Climate change may draw gray whale back to Atlantic

March 11, 2015, The City University of New York
Climate change may draw gray whale back to Atlantic

The effects of global warming are proving so severe that the gray whale, famous for its annual migrations along the Pacific Coast, could find its way back to the Atlantic Ocean, according to a new study co-authored by scientists at the Graduate Center.

The study, "Climate Impacts on Transocean Dispersal and Habitat in Gray Whales from the Pleistocene to 2100," published in Molecular Ecology, uses ancient DNA sequences to show that gray whales migrated between the Atlantic and Pacific Oceans during warmer periods of the late Pleistocene and Holocene ages, when the Bering Strait was open and sea ice was light. Climate change is now causing Arctic sea ice to melt; as a result, whales may move to the Atlantic again.

Two recent sightings of gray whales in the Atlantic suggest this movement may already be starting, the study notes. The research was conducted with scientists from Potsdam University, the Wildlife Conservation Society, and partner institutions.

"As Arctic melts, our study suggests gray whales are going to become even more important symbols of the changing oceans," said Elizabeth Alter (GC/York, Biology), lead author of the study. "Today, gray whales are found only in the Pacific. But our research indicates that they may move back into the Atlantic, where they could have transformative impacts on existing ecosystems."

The authors also performed predictive habitat modeling, showing that a habitat will become increasingly available in the Atlantic in the foreseeable future.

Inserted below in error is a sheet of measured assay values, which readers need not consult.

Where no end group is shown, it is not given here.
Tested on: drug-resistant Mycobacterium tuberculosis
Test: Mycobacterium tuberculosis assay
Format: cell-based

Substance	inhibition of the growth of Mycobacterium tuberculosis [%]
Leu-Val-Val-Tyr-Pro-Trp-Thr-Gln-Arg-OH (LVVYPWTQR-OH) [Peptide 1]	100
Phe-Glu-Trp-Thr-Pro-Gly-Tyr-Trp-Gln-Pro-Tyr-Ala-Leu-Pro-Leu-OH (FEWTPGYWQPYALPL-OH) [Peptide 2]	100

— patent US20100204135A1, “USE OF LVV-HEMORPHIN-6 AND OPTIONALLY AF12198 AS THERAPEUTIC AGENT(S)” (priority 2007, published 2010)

"Our results suggest that with ongoing climate warming, the gray whale may sooner or later be back in the Atlantic," said Michael Hofreiter, study co-author and an evolutionary biologist at Potsdam University.

Ultimately, recent sightings of the gray whales in the Atlantic may be a harbinger of further change to come, the findings suggest.

"Gray whales in the eastern North Pacific have become a conservation success story," said Dr. Howard Rosenbaum, director of the Wildlife Conservation Society's Ocean Giants Program and co-author of the study. "Unfortunately, the complete disappearance of the Atlantic gray whale is the only instance of a whale extinction from an ocean basin during the historical era. Time will tell if the recent few gray whale occurrences in the Atlantic become something more than the sighting of a lifetime."

Explore further: 'Exceptionally rare' conjoined whales found in Mexico

More information: Alter, S. E., Meyer, M., Post, K., Czechowski, P., Gravlund, P., Gaines, C., Rosenbaum, H. C., Kaschner, K., Turvey, S. T., van der Plicht, J., Shapiro, B. and Hofreiter, M. (2015), "Climate impacts on transocean dispersal and habitat in gray whales from the Pleistocene to 2100." Molecular Ecology. doi: 10.1111/mec.13121

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1 / 5 (4) Mar 11, 2015
Ah yes, the "horrors" of climate change . . .
1 / 5 (3) Mar 11, 2015
Oh nose!!
Damn you CO2!!

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